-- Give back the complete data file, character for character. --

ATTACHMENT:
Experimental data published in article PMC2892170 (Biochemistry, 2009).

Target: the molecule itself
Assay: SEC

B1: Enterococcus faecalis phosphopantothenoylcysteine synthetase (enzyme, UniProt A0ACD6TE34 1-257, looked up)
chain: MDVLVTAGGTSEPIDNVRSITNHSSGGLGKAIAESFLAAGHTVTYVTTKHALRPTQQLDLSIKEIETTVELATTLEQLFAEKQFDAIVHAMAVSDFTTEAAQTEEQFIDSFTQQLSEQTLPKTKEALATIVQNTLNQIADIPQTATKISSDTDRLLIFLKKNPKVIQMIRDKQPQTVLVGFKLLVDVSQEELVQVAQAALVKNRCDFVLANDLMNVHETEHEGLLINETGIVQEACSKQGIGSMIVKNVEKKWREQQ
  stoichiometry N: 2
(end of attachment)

Experimental data published in article PMC2892170 (Biochemistry, 2009).

Target: the molecule itself
Assay: SEC

B1: Enterococcus faecalis phosphopantothenoylcysteine synthetase (enzyme, UniProt A0ACD6TE34 1-257, looked up)
chain: MDVLVTAGGTSEPIDNVRSITNHSSGGLGKAIAESFLAAGHTVTYVTTKHALRPTQQLDLSIKEIETTVELATTLEQLFAEKQFDAIVHAMAVSDFTTEAAQTEEQFIDSFTQQLSEQTLPKTKEALATIVQNTLNQIADIPQTATKISSDTDRLLIFLKKNPKVIQMIRDKQPQTVLVGFKLLVDVSQEELVQVAQAALVKNRCDFVLANDLMNVHETEHEGLLINETGIVQEACSKQGIGSMIVKNVEKKWREQQ
  stoichiometry N: 2